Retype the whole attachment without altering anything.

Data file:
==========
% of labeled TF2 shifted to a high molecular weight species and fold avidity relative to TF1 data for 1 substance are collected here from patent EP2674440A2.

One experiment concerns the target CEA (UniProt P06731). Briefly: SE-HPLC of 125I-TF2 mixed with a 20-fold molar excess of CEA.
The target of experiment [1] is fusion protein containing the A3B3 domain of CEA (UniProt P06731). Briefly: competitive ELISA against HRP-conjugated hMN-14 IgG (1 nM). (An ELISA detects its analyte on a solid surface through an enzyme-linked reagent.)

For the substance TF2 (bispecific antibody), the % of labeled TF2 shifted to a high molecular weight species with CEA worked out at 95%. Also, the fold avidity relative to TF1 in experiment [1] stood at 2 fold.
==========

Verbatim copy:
% of labeled TF2 shifted to a high molecular weight species and fold avidity relative to TF1 data for 1 substance are collected here from patent EP2674440A2.

One experiment concerns the target CEA (UniProt P06731). Briefly: SE-HPLC of 125I-TF2 mixed with a 20-fold molar excess of CEA.
The target of experiment [1] is fusion protein containing the A3B3 domain of CEA (UniProt P06731). Briefly: competitive ELISA against HRP-conjugated hMN-14 IgG (1 nM). (An ELISA detects its analyte on a solid surface through an enzyme-linked reagent.)

For the substance TF2 (bispecific antibody), the % of labeled TF2 shifted to a high molecular weight species with CEA worked out at 95%. Also, the fold avidity relative to TF1 in experiment [1] stood at 2 fold.